ill effects from this other than me being a bit nervous the first time
      getting in after this. The tarp was a bit noisy, but nothing compared to
      tons of motorcycles driving all along the campground all night, so it didn't
      bother me. In the woods it would probably drive me crazy. I did make quite a
      few bikers re-think their sleeping arrangements, I would wake up after a
      long day of riding, and a long night of playing without a sore bone in my
      body. Not many ground dwellers could claim the same. I did cheat a little
      and have a small kid's tent as a backup but it proved worth it's space by
      becoming my storage/changing room. So the short story is that I would like
      to thank y'all for the help and giving me the confidence to take the
      hammock. It worked great.
    • Ed Speer
      Jim, the usual 1.1 oz/yd2 silnylon ripstop is much too fragile to survive 70MPH winds with normal attachment points, such as snaps, or sewed pull tabs--the
      Message 2 of 6 , Sep 30, 2003
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        Message
        Jim, the usual 1.1 oz/yd2 silnylon ripstop is much too fragile to survive 70MPH winds with normal attachment points, such as snaps, or sewed pull tabs--the fabric will tear at the stress point, especially where it is sewed or a grommett or snap is installed.  If you could support the fabric evenly along each full edge, it might work--as in a vise like gripping system where the fabric is rolled around a rod and is stressed evenly and fully along each edge.  The fabric is windproof, even at 70 MPH winds, but it's a challenge to secure it properly.  Using overhand knots as anchor points, like we do in Speer Hammocks, might work--is there any way to do this?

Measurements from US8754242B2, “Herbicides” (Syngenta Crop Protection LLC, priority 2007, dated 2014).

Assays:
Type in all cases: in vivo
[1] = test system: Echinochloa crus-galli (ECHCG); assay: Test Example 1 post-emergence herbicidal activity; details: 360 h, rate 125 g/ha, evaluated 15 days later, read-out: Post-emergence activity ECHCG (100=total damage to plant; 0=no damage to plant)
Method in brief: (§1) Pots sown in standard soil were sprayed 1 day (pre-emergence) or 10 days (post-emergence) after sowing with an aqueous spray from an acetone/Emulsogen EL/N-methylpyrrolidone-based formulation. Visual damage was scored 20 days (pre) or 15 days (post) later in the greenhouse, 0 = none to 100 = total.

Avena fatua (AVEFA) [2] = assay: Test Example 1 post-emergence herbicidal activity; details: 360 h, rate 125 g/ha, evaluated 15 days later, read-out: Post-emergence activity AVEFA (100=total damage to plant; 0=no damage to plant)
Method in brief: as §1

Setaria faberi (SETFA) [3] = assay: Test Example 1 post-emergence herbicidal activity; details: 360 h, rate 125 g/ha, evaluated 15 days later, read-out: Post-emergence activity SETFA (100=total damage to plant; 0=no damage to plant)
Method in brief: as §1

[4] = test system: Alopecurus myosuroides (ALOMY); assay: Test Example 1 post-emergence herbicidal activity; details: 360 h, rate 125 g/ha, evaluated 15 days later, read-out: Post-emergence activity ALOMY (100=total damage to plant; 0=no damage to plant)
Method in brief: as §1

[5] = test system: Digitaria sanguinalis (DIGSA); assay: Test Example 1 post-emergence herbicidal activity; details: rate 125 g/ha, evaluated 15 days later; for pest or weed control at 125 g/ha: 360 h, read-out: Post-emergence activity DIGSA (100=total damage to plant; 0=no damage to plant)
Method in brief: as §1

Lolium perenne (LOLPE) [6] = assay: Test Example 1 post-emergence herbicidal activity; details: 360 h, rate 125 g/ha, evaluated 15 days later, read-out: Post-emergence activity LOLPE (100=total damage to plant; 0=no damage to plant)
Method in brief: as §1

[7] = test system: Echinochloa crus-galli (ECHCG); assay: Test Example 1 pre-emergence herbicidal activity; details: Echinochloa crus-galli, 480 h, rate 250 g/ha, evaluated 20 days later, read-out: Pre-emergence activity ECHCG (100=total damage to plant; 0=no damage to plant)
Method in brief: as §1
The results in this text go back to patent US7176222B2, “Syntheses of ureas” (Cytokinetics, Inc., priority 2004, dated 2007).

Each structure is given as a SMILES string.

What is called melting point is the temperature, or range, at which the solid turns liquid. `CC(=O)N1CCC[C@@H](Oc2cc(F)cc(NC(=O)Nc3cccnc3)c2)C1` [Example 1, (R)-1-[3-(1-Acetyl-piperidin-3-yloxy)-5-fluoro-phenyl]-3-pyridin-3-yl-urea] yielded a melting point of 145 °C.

Glad to hear about the Sturgis trip...Ed
         
        -----Original Message-----
        From: Jim Rubino [mailto:jrubino@...]
        Sent: Tuesday, September 30, 2003 10:15 AM
        To: hammockcamping@yahoogroups.com
        Subject: Hammock Camping Silnylon question and Hammock report

        Hey all, first a question that doesn't exactly deal with hammocks.